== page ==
Former lightweight contender embarks on a new challenge at UFC 131
When it comes to making plans for their post-fight careers, every fighter is different.
Randy Couture has retired on three separate occasions, though one was more a negotiation tactic and this last one seems like it will stick. Quinton “Rampage” Jackson spoke at length in the build-up to his fight at UFC 130 about calling it quits at age 35 and moving into movies.
If Kenny Florian followed Jackson’s plan, the finalist from the inaugural season of The Ultimate Fighter would be calling it quits already. The baby-faced Florian turned 35 just a few weeks ago, but moving on to the numerous other employment options available to him hasn’t crossed his mind.
“I think it’s a matter of listening to your body and taking it one fight at a time. I still love training and learning, I still love preparing for fights. I still feel like I’m making so many physical gains as an athlete, and for me that’s a sign that I’m getting better all the time, both technically and physically. When that stops, when that starts to decline, then I know that it’s probably time. When training gets old, when training is no longer fun, I know it’s time to stop.
“The only reason I got into martial arts and into Brazilian jiu jitsu is because it was extremely motivating and fun, and I find that same thing with mixed martial arts. It’s something that stimulates me mentally, physically, spiritually. There is nothing like it for me, and as soon as that kind of starts to die down, I know it’s time to step aside and let some other guys get a shot.
Instead of pondering his post-fight pursuits, Florian is set to start on a new chapter of his career this weekend in Vancouver.
UFC 131 marks the perennial lightweight contender’s first trip to the 145 pound featherweight division. After years of battling the best at 155 pounds, and knee injury forced him out of a fight in January, leaving Florian to reconsider his options.
“I wasn’t getting the fights that I wanted at 155. I didn’t want to have to fight a guy that was coming up in his career at lightweight; I still wanted to fight the top guys at ’55, and those fights weren’t happening for me.”
One of those desirable fights was a meeting with featherweight champion Jose Aldo. Florian, like most others, views the Brazilian as one of the top pound-for-pound fighters in the sport, and has spoken openly about his desire to meet him in the cage.
Aldo was offered the opportunity to make that happen earlier in the year, but the fight was to be contested at lightweight. As much as he would have liked for it to happen, Florian understands Aldo’s reasons for turning down the bout.
“I think he’s most comfortable at ’45; he’s the current champion there and I think that’s the weight for him. I think he probably feels he needs to stay there for his career, and maybe it was too quick of a jump. I think maybe he had a lot to lose, to go up to 155 to face me as opposed to Frankie Edgar for example. As a champion coming in against a guy who just lost to Gray Maynard, I can see why he wouldn’t want that fight.”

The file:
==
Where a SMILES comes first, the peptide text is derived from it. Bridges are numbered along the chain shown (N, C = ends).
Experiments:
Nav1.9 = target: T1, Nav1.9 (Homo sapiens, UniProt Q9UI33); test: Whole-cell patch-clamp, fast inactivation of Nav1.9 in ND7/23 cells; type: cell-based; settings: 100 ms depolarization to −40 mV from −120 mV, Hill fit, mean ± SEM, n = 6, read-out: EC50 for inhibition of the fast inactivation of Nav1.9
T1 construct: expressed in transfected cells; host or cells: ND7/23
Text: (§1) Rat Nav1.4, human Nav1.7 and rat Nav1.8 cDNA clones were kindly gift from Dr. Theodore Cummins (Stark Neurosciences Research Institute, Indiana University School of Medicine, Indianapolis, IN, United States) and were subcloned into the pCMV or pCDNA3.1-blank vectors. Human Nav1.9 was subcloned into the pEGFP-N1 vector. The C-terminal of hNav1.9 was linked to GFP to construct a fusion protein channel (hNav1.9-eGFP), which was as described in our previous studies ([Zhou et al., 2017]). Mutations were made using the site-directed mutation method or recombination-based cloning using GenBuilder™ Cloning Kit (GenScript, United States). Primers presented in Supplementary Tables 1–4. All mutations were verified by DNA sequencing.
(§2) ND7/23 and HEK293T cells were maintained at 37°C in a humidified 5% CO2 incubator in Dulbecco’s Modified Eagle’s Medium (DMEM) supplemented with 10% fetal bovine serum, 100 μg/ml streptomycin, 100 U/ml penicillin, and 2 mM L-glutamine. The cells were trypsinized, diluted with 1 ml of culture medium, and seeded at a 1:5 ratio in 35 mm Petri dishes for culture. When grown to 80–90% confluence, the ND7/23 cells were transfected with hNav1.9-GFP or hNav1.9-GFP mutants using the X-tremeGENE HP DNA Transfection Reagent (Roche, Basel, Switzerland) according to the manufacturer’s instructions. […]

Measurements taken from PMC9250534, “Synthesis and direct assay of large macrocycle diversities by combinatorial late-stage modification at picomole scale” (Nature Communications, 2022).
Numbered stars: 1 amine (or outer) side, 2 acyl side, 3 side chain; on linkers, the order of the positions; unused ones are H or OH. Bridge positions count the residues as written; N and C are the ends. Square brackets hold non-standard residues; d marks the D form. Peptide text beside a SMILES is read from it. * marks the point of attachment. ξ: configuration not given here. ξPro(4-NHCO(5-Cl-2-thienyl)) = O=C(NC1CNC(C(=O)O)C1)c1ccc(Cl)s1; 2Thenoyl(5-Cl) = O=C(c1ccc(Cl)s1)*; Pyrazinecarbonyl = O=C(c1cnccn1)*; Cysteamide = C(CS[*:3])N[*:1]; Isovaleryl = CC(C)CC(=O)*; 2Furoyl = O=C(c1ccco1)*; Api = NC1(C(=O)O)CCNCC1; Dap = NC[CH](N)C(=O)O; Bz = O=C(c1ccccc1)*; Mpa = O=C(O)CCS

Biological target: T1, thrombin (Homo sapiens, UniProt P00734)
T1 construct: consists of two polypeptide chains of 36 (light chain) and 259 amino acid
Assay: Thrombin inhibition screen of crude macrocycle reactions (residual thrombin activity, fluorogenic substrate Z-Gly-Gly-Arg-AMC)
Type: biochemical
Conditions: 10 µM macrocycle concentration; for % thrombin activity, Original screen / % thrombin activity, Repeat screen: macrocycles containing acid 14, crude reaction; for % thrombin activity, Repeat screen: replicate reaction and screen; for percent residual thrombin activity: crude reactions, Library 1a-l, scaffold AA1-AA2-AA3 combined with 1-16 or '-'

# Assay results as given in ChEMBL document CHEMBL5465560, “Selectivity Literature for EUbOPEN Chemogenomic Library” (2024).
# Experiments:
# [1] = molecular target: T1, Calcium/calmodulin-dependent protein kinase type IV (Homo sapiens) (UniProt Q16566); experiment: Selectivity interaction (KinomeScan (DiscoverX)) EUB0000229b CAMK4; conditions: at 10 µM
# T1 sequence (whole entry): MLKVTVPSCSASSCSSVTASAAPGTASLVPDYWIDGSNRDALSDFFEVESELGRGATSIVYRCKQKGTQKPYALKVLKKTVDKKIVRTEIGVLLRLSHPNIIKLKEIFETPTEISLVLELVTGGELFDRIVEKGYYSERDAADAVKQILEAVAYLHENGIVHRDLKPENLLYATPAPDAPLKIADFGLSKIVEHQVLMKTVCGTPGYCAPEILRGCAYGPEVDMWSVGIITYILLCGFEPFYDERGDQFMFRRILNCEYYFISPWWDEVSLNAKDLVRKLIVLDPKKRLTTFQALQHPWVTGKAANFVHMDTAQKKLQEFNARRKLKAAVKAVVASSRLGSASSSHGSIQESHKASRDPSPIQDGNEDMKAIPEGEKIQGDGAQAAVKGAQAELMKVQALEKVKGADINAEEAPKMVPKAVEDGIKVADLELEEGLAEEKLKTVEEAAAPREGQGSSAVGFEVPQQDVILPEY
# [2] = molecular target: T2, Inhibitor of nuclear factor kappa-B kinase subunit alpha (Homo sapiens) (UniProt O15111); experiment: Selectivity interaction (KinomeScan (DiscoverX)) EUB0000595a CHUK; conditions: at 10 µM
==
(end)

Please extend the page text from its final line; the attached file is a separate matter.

With Aldo uninterested in making the move up, Florian will instead try to make the fight happen at the champion’s weight. Before that bout can even be considered, he has to first get through Diego Nunes.
Aldo’s teammate is the embodiment of the lighter weight classes that casual UFC fans have yet to fully embrace.
With a 16-1 record and riding a three-fight winning streak, Nunes is one of the top contenders in the featherweight ranks, but remains almost completely unknown. It’s the kind of fight Florian wasn’t being offered at lightweight, and one that he knows makes for a difficult debut at his new address.
“You know I really don’t see a lot of weaknesses in him. In watching a lot of his fights, he looks to be highly conditioned, he’s very fast, a dangerous striker.
“He finds a way to win, and he’s a durable guy and he comes from one of the best MMA teams in the world. He trains alongside Jose Aldo. Training at Nova Uniao, this guy is gonna be my toughest fight in my career, I truly believe that, and that’s the way I’ve prepared.”
Should he get through Nunes, Florian’s higher profile in comparison to some of the other contenders in the division could propel him int the matchup with Aldo he’s wanted all along.
But that possibility isn’t even something he’s considering at this point; his sole focus is the fight at hand.
“You know, right now, I haven’t really looked passed Nunes. Of course we all want to get to the championship match, but for me, Nunes is the only thing that’s on my mind. I’m not thinking about anybody else but him, and that’s just the truth.”
While it sounds like a cliche, and Florian has the experience to have them down pat at this point, it’s really just part one of a two-part truth every fighter knows.
“In this game, you look past anyone and you’re asking for a beatdown.”